| ORIGINAL ARTICLE
|Year : 2017 | Volume
| Issue : 1 | Page : 64--68
Neurological manifestations of HIV-AIDS at a tertiary care institute in North Eastern India
Shri Ram Sharma, Masaraf Hussain, Hibu Habung
Department of Neurology, North Eastern Indira Gandhi Regional Institute of Health and Medical Sciences (NEIGRIHMS), Shillong, Meghalaya, India
Background: The nervous system is among the most frequent and serious targets of human immunodeficiency virus (HIV) infection. The infection usually occurs in patients with profound immunosuppression. In 10 - 20% of the patients, the presence of a neurological disease is the first manifestation of symptomatic HIV infection.
Aims and Objective: Despite the wide prevalence of neurological manifestations in HIV, there is no study examining the clinical manifestations of this disease in the resource- limited communities from north-eastern parts of India. To characterize the neurological involvement in patients with HIV infection at a tertiary care institute in northeast India, we studied various neurological presentations of HIV.
Setting and Design: This was a retrospective observational study done at a tertiary care institute in northeast India over a period of 6 years from August 2008 to September 2014.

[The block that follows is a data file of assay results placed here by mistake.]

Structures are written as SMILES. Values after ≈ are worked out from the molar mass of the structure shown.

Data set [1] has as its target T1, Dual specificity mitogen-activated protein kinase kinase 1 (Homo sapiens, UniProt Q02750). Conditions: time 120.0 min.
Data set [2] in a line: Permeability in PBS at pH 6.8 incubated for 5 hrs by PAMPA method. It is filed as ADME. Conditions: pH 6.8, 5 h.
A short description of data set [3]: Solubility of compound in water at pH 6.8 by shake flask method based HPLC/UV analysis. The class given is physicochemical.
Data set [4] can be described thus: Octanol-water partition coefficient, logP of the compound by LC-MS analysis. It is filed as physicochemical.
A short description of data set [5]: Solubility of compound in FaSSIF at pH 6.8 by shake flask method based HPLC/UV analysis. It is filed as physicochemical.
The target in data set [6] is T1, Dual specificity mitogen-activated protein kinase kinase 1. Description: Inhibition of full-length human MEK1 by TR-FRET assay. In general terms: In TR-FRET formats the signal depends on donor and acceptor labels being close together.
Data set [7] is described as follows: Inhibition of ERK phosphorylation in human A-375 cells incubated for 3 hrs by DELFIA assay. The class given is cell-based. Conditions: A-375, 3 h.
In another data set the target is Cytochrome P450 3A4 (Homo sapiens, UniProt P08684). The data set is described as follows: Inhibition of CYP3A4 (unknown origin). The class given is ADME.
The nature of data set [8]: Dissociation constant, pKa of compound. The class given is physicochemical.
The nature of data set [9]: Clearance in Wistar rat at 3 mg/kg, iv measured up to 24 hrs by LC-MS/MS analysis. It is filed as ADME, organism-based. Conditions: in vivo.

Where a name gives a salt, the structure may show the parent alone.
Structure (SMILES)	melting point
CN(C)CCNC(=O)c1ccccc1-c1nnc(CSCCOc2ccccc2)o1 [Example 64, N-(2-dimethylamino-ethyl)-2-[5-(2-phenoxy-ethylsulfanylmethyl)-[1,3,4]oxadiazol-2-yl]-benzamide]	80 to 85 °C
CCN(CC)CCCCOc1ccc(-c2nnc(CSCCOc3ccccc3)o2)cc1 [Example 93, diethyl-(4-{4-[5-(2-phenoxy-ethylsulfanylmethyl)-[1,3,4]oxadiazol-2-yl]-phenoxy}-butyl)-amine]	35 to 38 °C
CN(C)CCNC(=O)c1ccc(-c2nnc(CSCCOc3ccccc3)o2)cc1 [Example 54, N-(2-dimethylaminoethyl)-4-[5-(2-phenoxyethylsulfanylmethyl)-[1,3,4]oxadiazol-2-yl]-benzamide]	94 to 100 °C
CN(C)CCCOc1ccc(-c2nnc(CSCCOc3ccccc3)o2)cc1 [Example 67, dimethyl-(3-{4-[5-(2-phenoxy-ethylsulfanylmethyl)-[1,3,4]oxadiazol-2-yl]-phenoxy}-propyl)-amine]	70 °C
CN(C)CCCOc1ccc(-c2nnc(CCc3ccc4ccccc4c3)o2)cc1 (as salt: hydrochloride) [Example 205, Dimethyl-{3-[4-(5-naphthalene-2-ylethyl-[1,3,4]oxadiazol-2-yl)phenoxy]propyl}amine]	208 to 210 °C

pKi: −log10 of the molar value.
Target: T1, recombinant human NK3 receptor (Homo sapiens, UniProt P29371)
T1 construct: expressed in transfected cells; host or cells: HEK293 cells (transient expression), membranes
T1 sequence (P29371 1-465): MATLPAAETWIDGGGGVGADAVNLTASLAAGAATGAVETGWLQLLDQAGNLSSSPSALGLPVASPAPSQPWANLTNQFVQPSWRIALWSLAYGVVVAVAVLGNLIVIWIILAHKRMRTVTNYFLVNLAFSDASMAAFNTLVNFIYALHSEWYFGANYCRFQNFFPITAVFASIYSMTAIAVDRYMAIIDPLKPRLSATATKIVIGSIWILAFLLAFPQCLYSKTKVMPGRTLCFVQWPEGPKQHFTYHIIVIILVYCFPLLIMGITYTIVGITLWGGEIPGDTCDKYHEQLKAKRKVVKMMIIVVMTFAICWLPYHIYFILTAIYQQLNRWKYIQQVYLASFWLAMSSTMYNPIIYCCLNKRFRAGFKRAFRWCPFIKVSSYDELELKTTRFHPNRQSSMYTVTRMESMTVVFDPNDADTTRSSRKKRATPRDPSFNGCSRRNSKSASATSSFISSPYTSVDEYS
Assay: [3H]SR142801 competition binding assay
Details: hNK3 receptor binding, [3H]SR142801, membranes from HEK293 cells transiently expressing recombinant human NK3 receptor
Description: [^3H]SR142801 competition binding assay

Material and Methods: A total of 91 HIV seropositive patients of both genders, aged >18 years, showing clinical evidence of central nervous system (CNS) involvement, and admitted in a tertiary care institute were included. Their clinical manifestations, laboratory investigations, and imaging were studied.
Result: Tuberculous meningitis was the most common presentation as secondary CNS illness (43.9%), followed by cryptococcal meningitis (14.2%) and cerebrovascular accidents (5.49%). Furthermore, 6.59% had neurosyphilis, 6.59% had acquired immune deficiency syndrome (AIDS) - associated dementia, and peripheral neuropathy occurred in 16.4% of the patients. Headache was the most common neurological symptom seen in 25% of the patients. Seizures were noted in 25% of the pateints. CD4 was significantly low in most of the patients with progressive multifocal leukoencephalopathy, HIV associated encephalopathy (HAD) and cryptococcal meningitis compared with other neurological manifestations. CD4 counts in tuberculous meningitis and HAD were 110.3/μl and 95/μl, respectively.
Conclusion: CNS tuberculosis was the most common secondary infection seen in HIV patients followed by cryptococcal meningitis. A high index of clinical suspicion of neurological involvement in HIV patients helps in the early diagnosis and early institution of specific treatment, which in turn decreases the morbidity and mortality considerably.
Shri Ram Sharma
Department of Neurology, North Eastern Indira Gandhi Regional Institute of Health and Medical Sciences (NEIGRIHMS), Shillong, Meghalaya
Source of Support: None, Conflict of Interest: None
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